92nd American Meteorological Society Annual Meeting (January 22-26, 2012)

Tuesday, 24 January 2012: 11:15 AM
Rethinking the Ocean's Role in Tropical Pacific Climate Variability
Room 355 (New Orleans Convention Center )
Amy Clement, University of Miami, Miami, FL

The Walker circulation, as reflected in the sea level pressure gradient across the equatorial Pacific, has weakened over the last century. This change has been attributed to anthropogenic greenhouse gas forcing. However, over the last several decades, there has been a strengthening of the Walker circulation, at a time when the radiative forcing from greenhouse gases has been strongest. Is this internal or ‘natural' variability overprinting the longer-term anthropogenic changes? What are the mechanisms that can produce multi-decadal fluctuations in the Walker circulation? Can these mechanisms be distinguished from the externally forced changes?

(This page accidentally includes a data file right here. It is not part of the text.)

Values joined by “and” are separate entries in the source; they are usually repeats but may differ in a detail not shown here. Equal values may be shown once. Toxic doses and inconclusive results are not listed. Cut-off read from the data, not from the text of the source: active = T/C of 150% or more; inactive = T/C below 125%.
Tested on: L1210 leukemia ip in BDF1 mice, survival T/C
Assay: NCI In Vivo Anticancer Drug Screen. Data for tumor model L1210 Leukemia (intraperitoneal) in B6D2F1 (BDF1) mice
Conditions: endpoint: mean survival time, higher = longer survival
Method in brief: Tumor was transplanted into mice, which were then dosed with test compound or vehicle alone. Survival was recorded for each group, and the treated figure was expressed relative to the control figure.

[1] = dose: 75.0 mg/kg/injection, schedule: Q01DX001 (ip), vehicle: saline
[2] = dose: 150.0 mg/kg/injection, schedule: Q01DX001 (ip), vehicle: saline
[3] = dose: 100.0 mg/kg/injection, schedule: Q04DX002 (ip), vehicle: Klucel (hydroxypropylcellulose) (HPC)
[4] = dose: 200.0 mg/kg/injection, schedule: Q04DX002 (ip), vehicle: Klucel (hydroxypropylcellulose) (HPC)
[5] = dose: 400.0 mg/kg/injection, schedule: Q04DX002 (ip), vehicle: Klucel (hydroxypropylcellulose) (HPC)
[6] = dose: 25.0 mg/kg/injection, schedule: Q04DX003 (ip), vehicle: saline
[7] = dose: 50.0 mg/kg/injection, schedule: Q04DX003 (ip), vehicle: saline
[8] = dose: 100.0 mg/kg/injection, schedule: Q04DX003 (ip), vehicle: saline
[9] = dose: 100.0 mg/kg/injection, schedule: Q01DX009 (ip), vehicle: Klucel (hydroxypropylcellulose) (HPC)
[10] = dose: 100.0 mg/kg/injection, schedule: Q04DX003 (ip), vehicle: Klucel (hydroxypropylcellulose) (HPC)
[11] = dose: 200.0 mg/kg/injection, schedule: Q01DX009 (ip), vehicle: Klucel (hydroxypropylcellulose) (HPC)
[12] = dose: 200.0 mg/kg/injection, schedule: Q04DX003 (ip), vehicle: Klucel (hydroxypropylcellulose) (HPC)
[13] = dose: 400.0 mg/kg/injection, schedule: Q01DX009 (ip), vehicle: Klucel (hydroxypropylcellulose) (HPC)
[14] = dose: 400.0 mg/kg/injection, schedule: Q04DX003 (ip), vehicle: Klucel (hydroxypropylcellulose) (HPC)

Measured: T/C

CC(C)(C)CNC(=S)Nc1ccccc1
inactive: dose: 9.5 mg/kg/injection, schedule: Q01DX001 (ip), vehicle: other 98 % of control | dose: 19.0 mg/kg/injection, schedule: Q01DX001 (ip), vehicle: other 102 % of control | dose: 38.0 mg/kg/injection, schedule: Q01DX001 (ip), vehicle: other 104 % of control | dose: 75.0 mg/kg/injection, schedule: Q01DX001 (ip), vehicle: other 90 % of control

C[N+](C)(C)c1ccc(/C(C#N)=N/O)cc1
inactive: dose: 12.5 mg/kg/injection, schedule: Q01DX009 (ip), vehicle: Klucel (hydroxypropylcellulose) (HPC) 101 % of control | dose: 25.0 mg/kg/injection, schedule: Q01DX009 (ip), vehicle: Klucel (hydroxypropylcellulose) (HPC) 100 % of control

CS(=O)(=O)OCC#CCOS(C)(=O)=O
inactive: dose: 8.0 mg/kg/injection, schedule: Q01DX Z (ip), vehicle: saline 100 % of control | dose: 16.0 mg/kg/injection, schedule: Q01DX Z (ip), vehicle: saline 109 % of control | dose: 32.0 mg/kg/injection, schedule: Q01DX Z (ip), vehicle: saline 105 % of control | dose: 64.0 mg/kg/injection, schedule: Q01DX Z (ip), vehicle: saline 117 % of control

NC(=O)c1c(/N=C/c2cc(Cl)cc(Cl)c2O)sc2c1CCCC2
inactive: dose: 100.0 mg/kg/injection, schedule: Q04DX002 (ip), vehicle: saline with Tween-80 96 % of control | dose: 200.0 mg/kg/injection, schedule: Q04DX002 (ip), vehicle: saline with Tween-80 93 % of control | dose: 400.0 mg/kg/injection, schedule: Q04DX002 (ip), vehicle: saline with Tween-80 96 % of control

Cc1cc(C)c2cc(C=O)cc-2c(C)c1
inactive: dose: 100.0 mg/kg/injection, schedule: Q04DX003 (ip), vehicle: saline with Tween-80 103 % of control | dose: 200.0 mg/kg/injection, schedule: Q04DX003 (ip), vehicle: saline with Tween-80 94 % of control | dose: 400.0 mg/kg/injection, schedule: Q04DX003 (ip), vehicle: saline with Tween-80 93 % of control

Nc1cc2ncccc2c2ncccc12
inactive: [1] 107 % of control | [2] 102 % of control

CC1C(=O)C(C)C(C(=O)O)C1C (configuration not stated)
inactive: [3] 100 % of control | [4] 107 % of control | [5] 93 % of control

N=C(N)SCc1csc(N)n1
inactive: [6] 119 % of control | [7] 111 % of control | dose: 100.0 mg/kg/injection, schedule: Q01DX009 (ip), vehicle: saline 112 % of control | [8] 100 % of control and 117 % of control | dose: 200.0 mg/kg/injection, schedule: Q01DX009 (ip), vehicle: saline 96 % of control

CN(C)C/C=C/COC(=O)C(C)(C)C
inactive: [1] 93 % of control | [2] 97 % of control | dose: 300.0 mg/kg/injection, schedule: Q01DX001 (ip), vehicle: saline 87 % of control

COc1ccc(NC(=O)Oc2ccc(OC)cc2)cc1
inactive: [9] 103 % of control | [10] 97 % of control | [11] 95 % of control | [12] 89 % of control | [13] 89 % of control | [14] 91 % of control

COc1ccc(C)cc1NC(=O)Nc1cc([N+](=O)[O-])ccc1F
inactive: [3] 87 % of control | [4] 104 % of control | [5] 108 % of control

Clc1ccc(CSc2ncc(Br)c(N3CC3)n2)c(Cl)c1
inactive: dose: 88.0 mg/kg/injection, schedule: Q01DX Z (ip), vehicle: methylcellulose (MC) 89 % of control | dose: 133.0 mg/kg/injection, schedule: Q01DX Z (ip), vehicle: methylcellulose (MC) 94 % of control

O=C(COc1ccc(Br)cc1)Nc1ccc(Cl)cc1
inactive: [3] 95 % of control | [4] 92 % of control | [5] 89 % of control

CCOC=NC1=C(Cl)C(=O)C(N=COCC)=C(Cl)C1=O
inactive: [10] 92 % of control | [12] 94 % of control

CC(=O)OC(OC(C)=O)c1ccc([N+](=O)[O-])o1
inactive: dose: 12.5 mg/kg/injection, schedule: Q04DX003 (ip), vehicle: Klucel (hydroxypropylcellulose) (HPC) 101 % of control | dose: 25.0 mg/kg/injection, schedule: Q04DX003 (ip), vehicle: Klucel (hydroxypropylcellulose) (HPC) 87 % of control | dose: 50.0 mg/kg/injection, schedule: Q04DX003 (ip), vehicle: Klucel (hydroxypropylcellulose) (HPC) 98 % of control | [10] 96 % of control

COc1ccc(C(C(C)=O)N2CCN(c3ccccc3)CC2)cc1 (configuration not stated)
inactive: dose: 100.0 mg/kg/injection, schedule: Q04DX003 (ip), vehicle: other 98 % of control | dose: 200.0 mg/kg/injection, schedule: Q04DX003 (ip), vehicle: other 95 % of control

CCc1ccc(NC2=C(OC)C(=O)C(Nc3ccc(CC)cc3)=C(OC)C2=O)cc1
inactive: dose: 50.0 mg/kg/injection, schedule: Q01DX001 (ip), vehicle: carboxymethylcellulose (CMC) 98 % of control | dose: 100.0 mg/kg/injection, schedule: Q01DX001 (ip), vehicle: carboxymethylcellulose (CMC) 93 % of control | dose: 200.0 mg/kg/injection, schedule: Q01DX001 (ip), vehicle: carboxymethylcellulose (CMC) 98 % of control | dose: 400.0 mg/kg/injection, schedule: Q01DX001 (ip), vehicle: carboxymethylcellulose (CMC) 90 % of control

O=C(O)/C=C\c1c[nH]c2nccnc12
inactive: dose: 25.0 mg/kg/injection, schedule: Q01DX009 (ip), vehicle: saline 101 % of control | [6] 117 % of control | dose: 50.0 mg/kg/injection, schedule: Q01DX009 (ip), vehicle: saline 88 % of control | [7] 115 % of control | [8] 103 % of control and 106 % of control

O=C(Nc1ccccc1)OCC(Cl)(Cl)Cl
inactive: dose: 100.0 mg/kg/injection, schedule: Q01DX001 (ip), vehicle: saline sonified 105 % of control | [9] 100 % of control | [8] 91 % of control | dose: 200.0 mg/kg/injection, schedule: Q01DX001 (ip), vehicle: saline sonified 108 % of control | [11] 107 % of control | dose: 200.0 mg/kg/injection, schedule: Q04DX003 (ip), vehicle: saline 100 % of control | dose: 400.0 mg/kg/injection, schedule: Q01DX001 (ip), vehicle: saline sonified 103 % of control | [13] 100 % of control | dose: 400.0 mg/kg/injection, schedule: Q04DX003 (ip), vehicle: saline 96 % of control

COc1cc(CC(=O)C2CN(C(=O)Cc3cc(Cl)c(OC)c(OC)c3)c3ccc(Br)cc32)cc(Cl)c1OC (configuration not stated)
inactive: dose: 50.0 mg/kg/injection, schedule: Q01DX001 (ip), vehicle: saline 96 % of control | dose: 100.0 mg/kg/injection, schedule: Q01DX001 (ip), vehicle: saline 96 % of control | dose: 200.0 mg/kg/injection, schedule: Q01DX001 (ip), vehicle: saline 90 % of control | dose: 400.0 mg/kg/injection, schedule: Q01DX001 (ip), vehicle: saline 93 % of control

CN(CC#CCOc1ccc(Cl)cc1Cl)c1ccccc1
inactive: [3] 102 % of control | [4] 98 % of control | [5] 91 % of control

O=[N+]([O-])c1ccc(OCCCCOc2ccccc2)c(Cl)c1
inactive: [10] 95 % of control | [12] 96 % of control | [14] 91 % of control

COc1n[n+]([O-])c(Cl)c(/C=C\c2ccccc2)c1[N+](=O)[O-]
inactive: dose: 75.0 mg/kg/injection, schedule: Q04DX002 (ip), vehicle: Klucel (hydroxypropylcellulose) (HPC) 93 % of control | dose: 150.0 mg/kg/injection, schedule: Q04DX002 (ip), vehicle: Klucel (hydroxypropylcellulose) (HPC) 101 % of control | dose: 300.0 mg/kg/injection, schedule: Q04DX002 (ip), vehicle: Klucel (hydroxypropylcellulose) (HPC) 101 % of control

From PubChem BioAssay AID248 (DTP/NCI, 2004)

In this seminar, I will present results from a hierarchy of climate model simulations in which we analyze the ocean and atmospheric mechanisms that produce variability in the tropical Pacific climate on interannual and decadal timescales, and in response to anthropogenic forcing. The main finding is that interactive ocean dynamics are not required to produce Walker circulation variability with realistic spatial structure in surface pressure, surface temperature, winds and precipitation. Interactive ocean dynamics increase the variability in the eastern equatorial Pacific on seasonal to interannual timescales as expected from the positive Bjerknes feedback. On decadal timescales, however, interactive ocean dynamics play little role because of the offsetting influences of zonal advection and thermocline fluctuations. In response to greenhouse gas forcing, interactive ocean dynamics appear to dampen the warming response of the eastern equatorial Pacific because of a sharpening and shoaling of the thermocline there.

The implications of these findings for detection, attribution and prediction of tropical Pacific climate changes are discussed.

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